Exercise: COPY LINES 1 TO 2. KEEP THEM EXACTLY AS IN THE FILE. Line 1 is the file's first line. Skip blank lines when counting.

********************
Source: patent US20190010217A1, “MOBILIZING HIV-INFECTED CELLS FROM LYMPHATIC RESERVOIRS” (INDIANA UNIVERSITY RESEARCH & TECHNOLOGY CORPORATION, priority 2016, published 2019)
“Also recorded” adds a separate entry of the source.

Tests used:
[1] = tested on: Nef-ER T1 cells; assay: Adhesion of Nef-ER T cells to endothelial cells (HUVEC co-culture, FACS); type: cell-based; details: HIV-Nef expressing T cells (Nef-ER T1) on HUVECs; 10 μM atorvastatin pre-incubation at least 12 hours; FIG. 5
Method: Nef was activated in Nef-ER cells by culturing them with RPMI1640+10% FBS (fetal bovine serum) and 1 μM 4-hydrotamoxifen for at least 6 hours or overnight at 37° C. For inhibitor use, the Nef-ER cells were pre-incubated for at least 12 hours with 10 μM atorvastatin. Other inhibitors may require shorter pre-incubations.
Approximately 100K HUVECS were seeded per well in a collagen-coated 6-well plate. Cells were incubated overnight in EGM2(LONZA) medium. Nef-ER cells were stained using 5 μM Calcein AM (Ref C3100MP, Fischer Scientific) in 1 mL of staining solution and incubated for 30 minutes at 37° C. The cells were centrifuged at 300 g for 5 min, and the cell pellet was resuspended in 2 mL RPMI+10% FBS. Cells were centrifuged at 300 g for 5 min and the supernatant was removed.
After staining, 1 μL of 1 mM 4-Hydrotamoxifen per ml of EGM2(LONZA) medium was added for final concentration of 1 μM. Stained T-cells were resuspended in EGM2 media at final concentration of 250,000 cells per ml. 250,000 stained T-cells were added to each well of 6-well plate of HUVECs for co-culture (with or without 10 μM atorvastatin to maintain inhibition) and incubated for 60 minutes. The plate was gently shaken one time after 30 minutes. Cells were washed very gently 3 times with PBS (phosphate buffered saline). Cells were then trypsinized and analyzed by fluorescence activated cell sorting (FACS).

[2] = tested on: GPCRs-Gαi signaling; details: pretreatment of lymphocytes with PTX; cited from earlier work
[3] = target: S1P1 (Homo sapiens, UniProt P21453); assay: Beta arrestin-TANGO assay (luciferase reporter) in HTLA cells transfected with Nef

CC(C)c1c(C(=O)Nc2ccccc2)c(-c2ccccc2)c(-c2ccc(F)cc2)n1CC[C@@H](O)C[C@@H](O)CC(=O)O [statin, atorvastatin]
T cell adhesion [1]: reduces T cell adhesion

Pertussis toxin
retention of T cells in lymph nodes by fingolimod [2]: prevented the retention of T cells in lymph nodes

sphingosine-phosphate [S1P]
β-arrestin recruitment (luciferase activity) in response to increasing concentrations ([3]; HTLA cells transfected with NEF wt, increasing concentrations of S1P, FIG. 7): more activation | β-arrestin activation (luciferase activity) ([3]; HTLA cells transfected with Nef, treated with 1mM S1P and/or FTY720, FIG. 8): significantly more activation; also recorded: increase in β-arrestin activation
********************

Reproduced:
Source: patent US20190010217A1, “MOBILIZING HIV-INFECTED CELLS FROM LYMPHATIC RESERVOIRS” (INDIANA UNIVERSITY RESEARCH & TECHNOLOGY CORPORATION, priority 2016, published 2019)
“Also recorded” adds a separate entry of the source.